88rising and the diversification of rap

Back in late January, the Chinese government banned hip-hop culture and tattoos from being shown on TV. The government has kept an eye on the flourishing hip-hop culture in China, which has been snowballing. Hip-hop’s transcendence from a marginalised genre to global export makes this movement fascinating. Hip-hop as an export has of course not only made it to China, but its influence can also be seen in many other nations. What makes China such an exception is that this export is now finding its way back into America.

The mogul behind the movement finding its way to the states goes by the name Sean Miyashiro, the founder of 88rising. 88rising has been the company behind acts such as Higher Brothers, Jack Ma, Joji and Rich Brian. Miyashiro has successfully been able to occupy an emergent niche in American society, which has allowed for his brand of music to thrive. Many Asian-Americans have felt frustrated by the lack of cultural representation, especially in major industries such as film and music. Actors of Asian origin such as Chloe Bennet, for example, have spoken about how difficult it is to be cast in a lead role if you are of Asian heritage. Asian actors have often been shoehorned into roles that are confined to their ethnic background. 88rising has arrived and given Asian artists the chance to be in charge of how they want their heritage to be conveyed, as well as infinite artistic liberty. “We’re Asian as f**k!” Miyashiro proclaims.

As mentioned, Miyashiro has been a conduit of hip-hop for both the United States and Asia. One of 88rising’s crown jewels is the group Higher Brothers. They are perhaps the purest expression of Asian pride of all the acts that 88rising has cultivated. Higher Brothers have tenaciously demonstrated their passion for hip hop culture in their music, which has translated to unprecedented levels of fanfare in China. One of the biggest challenges for hip-hop artists in China is overcoming the firewall, which prevents artists from promoting themselves on all major social media platforms, as well as Google and YouTube. Nevertheless, Higher Brothers, with the help of 88rising, have already come out with several hits, which have been as popular in the United States as in China. Songs such as ‘Stephen Curry’, ‘Made In China’ and ‘Flo Rida’ have successfully crossed over with popular features such as Famous Dex and Ski Mask the Slump God. ‘Made In China’ really stands out as an anthem for what Higher Brothers have accomplished with 88rising.

Without a doubt their poster child has been Rich Brian, who recently released his debut studio album, Amen. At first glance, Rich Brian looks nothing like a rapper, he doesn’t even have a background in hip-hop. That is true, to an extent – he’s from Indonesia, not known for any particular hip-hop scene. Regardless, Rich Brian became a viral sensation with ‘Dat $tick’, which even got the seal of approval from Ghostface Killah. That seal of approval, of course, came in a clever campaign from 88rising. 88rising hosted a series of YouTube clips, where they got influential rappers to react to the videos of members such as Higher Brothers and Rich Brian. Brian’s success serves as a reminder to any aspiring rapper that your background is no longer a barrier if you want to make it in hip-hop.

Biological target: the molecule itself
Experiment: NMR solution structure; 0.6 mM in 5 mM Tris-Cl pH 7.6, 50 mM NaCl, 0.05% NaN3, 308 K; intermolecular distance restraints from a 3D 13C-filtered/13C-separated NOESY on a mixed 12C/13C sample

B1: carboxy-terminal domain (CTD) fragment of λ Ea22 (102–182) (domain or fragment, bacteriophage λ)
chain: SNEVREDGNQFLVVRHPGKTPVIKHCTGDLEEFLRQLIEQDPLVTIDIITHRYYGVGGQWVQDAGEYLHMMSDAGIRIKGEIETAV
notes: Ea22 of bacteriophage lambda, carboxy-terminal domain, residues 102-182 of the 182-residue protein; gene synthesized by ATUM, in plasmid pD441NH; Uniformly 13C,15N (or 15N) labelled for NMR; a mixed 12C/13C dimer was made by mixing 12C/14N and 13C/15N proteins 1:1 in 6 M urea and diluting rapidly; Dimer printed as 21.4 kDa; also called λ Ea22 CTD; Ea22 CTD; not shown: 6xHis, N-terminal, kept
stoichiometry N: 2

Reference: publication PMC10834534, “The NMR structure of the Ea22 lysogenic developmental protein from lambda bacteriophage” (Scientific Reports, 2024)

Hip-hop has been travelling the globe since the 1980s, but the global demand has never been this high. With greater mainstream appeal, big corporations are now ready to endorse hip-hop artists. For many artists looking to make it in the hip-hop industry, the United States and United Kingdom are still the places to achieve the highest levels of mainstream success. For the countries that have adopted hip-hop and injected their own cultural influences into their music, 88rising opens the door for international diversity in mainstream hip-hop. Another mainstream hit, for example, has been Yung Lean from Sweden. He has been one of the most popular cloud-rap artists that grew at the same time as cloud-rap sensation Lil Peep. Cloud-rap became so popular in Russia that Russian rappers are now leading the SoundCloud cloud-rap scene. Drake’s inclusion of South African producer Black Coffee on More Life brought a lot of attention to the South African hip-hop scene.

Global hip-hop is reaching audiences around the world in a variety of ways. Hip-hop fans craving new and original content can look at what rappers around the world are doing. While commercialisation of this music can certainly harm the integrity of these musicians’ quality, providing artists from around the world with the same opportunity to spread their music is equally important. While hip-hop grew from a marginalised society, it demands inclusivity. 88rising have embodied this philosophy and realised one of the ultimate goals in the game of hip-hop.

Image: 88rising via. Wikimedia Commons

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